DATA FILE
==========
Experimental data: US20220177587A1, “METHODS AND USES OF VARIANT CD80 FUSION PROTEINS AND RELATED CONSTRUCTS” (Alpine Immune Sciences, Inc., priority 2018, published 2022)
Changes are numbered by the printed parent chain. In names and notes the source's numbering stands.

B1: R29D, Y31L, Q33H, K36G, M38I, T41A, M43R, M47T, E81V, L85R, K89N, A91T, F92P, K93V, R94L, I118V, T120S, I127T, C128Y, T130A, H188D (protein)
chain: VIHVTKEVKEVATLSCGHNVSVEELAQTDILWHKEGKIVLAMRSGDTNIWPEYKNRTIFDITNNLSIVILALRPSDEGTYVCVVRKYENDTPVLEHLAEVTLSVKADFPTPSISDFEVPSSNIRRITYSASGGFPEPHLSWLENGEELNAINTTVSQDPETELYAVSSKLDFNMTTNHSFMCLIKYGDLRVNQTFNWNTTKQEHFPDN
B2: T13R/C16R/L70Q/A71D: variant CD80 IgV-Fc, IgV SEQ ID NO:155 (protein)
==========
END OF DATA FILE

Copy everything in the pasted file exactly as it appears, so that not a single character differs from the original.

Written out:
Experimental data: US20220177587A1, “METHODS AND USES OF VARIANT CD80 FUSION PROTEINS AND RELATED CONSTRUCTS” (Alpine Immune Sciences, Inc., priority 2018, published 2022)
Changes are numbered by the printed parent chain. In names and notes the source's numbering stands.

B1: R29D, Y31L, Q33H, K36G, M38I, T41A, M43R, M47T, E81V, L85R, K89N, A91T, F92P, K93V, R94L, I118V, T120S, I127T, C128Y, T130A, H188D (protein)
chain: VIHVTKEVKEVATLSCGHNVSVEELAQTDILWHKEGKIVLAMRSGDTNIWPEYKNRTIFDITNNLSIVILALRPSDEGTYVCVVRKYENDTPVLEHLAEVTLSVKADFPTPSISDFEVPSSNIRRITYSASGGFPEPHLSWLENGEELNAINTTVSQDPETELYAVSSKLDFNMTTNHSFMCLIKYGDLRVNQTFNWNTTKQEHFPDN
B2: T13R/C16R/L70Q/A71D: variant CD80 IgV-Fc, IgV SEQ ID NO:155 (protein)